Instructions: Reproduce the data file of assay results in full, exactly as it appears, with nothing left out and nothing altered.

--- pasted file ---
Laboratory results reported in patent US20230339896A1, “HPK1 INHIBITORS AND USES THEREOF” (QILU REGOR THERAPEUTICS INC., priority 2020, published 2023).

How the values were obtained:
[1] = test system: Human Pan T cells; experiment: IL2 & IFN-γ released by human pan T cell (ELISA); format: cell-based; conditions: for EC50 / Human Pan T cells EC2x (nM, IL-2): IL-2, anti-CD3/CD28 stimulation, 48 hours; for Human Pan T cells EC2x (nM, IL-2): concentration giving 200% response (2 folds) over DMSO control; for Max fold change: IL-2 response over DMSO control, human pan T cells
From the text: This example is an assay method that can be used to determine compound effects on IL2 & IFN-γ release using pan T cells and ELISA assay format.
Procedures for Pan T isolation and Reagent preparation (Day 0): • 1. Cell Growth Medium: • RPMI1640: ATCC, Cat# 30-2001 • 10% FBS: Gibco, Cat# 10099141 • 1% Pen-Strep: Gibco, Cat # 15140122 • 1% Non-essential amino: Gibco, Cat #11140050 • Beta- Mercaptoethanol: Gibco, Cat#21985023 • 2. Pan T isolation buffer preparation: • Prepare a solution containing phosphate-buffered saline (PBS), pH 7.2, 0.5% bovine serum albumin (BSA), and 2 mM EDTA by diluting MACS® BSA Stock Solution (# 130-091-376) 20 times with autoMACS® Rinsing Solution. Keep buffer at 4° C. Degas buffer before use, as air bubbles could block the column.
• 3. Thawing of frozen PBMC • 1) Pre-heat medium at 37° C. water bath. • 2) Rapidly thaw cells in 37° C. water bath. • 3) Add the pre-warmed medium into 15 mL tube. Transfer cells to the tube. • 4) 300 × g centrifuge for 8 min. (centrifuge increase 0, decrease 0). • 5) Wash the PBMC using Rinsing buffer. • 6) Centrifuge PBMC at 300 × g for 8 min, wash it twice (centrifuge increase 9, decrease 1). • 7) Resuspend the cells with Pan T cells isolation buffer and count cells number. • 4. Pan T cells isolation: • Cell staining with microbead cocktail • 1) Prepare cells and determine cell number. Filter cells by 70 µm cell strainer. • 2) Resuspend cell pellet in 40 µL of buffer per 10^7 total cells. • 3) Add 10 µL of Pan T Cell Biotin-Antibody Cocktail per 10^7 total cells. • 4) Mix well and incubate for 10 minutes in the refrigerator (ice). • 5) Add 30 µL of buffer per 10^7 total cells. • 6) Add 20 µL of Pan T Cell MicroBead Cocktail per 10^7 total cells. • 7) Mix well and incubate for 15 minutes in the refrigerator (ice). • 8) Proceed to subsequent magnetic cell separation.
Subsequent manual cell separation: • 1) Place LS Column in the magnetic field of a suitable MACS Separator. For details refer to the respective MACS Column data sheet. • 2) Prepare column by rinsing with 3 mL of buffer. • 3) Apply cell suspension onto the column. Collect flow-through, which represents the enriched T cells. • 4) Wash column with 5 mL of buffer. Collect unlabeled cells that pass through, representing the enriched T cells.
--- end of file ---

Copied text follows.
Laboratory results reported in patent US20230339896A1, “HPK1 INHIBITORS AND USES THEREOF” (QILU REGOR THERAPEUTICS INC., priority 2020, published 2023).

How the values were obtained:
[1] = test system: Human Pan T cells; experiment: IL2 & IFN-γ released by human pan T cell (ELISA); format: cell-based; conditions: for EC50 / Human Pan T cells EC2x (nM, IL-2): IL-2, anti-CD3/CD28 stimulation, 48 hours; for Human Pan T cells EC2x (nM, IL-2): concentration giving 200% response (2 folds) over DMSO control; for Max fold change: IL-2 response over DMSO control, human pan T cells
From the text: This example is an assay method that can be used to determine compound effects on IL2 & IFN-γ release using pan T cells and ELISA assay format.
Procedures for Pan T isolation and Reagent preparation (Day 0): • 1. Cell Growth Medium: • RPMI1640: ATCC, Cat# 30-2001 • 10% FBS: Gibco, Cat# 10099141 • 1% Pen-Strep: Gibco, Cat # 15140122 • 1% Non-essential amino: Gibco, Cat #11140050 • Beta- Mercaptoethanol: Gibco, Cat#21985023 • 2. Pan T isolation buffer preparation: • Prepare a solution containing phosphate-buffered saline (PBS), pH 7.2, 0.5% bovine serum albumin (BSA), and 2 mM EDTA by diluting MACS® BSA Stock Solution (# 130-091-376) 20 times with autoMACS® Rinsing Solution. Keep buffer at 4° C. Degas buffer before use, as air bubbles could block the column.
• 3. Thawing of frozen PBMC • 1) Pre-heat medium at 37° C. water bath. • 2) Rapidly thaw cells in 37° C. water bath. • 3) Add the pre-warmed medium into 15 mL tube. Transfer cells to the tube. • 4) 300 × g centrifuge for 8 min. (centrifuge increase 0, decrease 0). • 5) Wash the PBMC using Rinsing buffer. • 6) Centrifuge PBMC at 300 × g for 8 min, wash it twice (centrifuge increase 9, decrease 1). • 7) Resuspend the cells with Pan T cells isolation buffer and count cells number. • 4. Pan T cells isolation: • Cell staining with microbead cocktail • 1) Prepare cells and determine cell number. Filter cells by 70 µm cell strainer. • 2) Resuspend cell pellet in 40 µL of buffer per 10^7 total cells. • 3) Add 10 µL of Pan T Cell Biotin-Antibody Cocktail per 10^7 total cells. • 4) Mix well and incubate for 10 minutes in the refrigerator (ice). • 5) Add 30 µL of buffer per 10^7 total cells. • 6) Add 20 µL of Pan T Cell MicroBead Cocktail per 10^7 total cells. • 7) Mix well and incubate for 15 minutes in the refrigerator (ice). • 8) Proceed to subsequent magnetic cell separation.
Subsequent manual cell separation: • 1) Place LS Column in the magnetic field of a suitable MACS Separator. For details refer to the respective MACS Column data sheet. • 2) Prepare column by rinsing with 3 mL of buffer. • 3) Apply cell suspension onto the column. Collect flow-through, which represents the enriched T cells. • 4) Wash column with 5 mL of buffer. Collect unlabeled cells that pass through, representing the enriched T cells.